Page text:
Defending champ Henderson leads by 2 in Portland

By Associated PressJuly 1, 2016, 2:28 am

PORTLAND, Ore. - Defending champion Brooke Henderson shot a 7-under 65 on Thursday to take a two-stroke lead after the opening round of the LPGA Cambia Portland Classic on Thursday.

Picking up where she left off from a year ago, when Henderson shot a 21-under 267 to win her first LPGA tournament, the 18-year-old Canadian hit 16 greens and made nine birdies on a warm, cloudless day at the 6,476-yard Columbia Edgewater course.

Henderson said a combination of factors allows her to feel at home at Columbia Edgewater.

''I love tree-lined courses, and that's very much what this course is. With the bent grass, which is kind of what I grew up on, I really like it. It suits my eye,'' Henderson said. ''Then winning here, that gives me those extra vibes and adrenaline, which I think will help as the week goes on. This golf course, being out here in the Northwest, in the beautiful temperature, I like wearing long sleeves and pants.''

Angela Stanford, Demi Runas and Mariajo Uribe each shot 67 to trail Henderson.

Runas, whose best career finish is a tie for 25th, and Uribe are looking for their first LPGA victories. Stanford lost in a playoff in the 2003 U.S. Women's Open at Pumpkin Ridge, which has previously played host to the Portland Classic. Uribe and Stanford shot bogey-free rounds.

Stanford, who tied for fourth last week in Arkansas, is somewhat of a surprise among the leaders. She hasn't had much success at the Portland Classic, her best finish a tie for eighth in 12 tries.

''Poa annua greens are usually not very friendly to me. It's nice to watch the ball go in the hole here. I haven't always played well here, so I tried to just put that on the back burner and see if I could carry it over from last week, and it did,'' Stanford said.



Carlota Ciganda, Jaye Marie Green, Ayako Uehara and Daniela Iacobelli shot 68. Four strokes back at 69 are No. 18 Suzann Pettersen, Sarah Jane Smith, Lee-Anne Pace, Briana Mao and Jiayi Zhou.

Pettersen is a two-time Portland winner, claiming the 2011 and 2013 tournaments.

No. 15 Anna Nordqvist is among 12 players at 70. No. 9 Stacy Lewis shot even-par 72, as did Austin Ernst, the 2014 Portland champion.

Henderson, starting early in the morning on the back nine, was only 1 under through seven holes. But she birdied three of the next four holes, then finished on fire while playing the front nine, making consecutive birdies on holes 5 through 8. Henderson just missed a fifth consecutive birdie, sliding a 15-foot putt past the left side of the hole at the par-4 ninth.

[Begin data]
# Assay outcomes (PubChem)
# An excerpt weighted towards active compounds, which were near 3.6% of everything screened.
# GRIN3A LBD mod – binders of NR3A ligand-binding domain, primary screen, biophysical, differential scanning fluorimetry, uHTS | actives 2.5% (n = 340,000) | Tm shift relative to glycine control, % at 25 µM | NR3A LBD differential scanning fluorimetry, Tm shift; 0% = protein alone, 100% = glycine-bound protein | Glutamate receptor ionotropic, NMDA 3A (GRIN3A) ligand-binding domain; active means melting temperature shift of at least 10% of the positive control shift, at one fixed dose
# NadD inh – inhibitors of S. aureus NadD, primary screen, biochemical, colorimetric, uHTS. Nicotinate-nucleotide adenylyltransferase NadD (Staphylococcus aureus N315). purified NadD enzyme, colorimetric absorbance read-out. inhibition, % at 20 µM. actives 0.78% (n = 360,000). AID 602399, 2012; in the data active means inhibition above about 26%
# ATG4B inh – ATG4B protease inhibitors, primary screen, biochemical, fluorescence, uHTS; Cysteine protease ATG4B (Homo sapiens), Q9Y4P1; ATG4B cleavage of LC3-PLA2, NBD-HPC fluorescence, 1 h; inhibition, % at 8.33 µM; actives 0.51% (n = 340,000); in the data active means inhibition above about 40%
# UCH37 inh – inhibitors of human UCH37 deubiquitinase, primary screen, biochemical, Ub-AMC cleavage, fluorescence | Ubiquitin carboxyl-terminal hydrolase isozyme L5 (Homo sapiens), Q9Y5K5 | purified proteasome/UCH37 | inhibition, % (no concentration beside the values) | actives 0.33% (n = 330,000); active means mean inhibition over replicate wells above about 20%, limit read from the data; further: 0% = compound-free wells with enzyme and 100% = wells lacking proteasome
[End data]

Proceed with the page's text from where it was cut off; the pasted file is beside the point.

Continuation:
It was a bogey at the par-4, 391-yard fourth that helped ignite Henderson's string of four consecutive birdies.

''That was a dumb hole ... a hole with my length I could have taken advantage of. The bogey bothered me a little. I knew I had two par-5s coming up, so I tried to focus on them,'' Henderson said.

In her last six rounds at Columbia-Edgewater, counting last year's Monday qualifier, Henderson is 32 under par, all six rounds in the 60s.

Last year, Henderson won the Portland Classic by eight strokes, and became the third-youngest champion in LPGA history. Since winning her maiden event, Henderson has soared to become No. 2-ranked, and two weeks ago won the Women's PGA Championship.

Henderson is attempting to become Portland's first back-to-back champion since Annika Sorenstam won the 2002 and 2003 tournaments.

The Portland Classic is normally played in late August, but moved up because the LPGA is taking three weeks off for the Olympics. The Portland stop is typically popular among the tour's best players, but with the U.S. Open scheduled for next week in California, only 13 of the world's top 50 entered this year.

The Portland Classic is the LPGA's longest-running non-major, now in its 45th year. The purse is $1.3 million, with $195,000 going to the winner.

Getty Images

Sharma closes on Monday, wins Joburg Open

By Associated PressDecember 11, 2017, 12:43 pm

JOHANNESBURG – Shubhankar Sharma won his first European Tour title by a shooting 3-under 69 Monday in the final round of the weather-delayed Joburg Open.